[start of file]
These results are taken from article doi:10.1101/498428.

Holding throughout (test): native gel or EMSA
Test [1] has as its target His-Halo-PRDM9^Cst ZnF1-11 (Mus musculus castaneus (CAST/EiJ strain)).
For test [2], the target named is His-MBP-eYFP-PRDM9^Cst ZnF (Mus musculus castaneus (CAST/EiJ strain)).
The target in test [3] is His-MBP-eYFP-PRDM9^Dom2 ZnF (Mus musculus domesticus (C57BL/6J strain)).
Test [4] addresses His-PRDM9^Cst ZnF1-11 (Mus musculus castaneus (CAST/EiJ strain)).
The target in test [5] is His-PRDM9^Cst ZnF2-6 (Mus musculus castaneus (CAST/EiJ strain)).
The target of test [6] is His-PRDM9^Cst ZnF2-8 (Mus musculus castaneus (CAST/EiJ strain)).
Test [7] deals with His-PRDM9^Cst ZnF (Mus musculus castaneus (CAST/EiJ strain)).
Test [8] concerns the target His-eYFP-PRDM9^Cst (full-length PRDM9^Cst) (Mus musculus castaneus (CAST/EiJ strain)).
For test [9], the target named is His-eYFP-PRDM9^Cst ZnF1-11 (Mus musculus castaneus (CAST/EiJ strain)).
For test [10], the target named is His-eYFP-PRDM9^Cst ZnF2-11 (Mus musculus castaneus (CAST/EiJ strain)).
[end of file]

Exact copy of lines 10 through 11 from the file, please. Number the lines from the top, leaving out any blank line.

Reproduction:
Test [8] concerns the target His-eYFP-PRDM9^Cst (full-length PRDM9^Cst) (Mus musculus castaneus (CAST/EiJ strain)).
For test [9], the target named is His-eYFP-PRDM9^Cst ZnF1-11 (Mus musculus castaneus (CAST/EiJ strain)).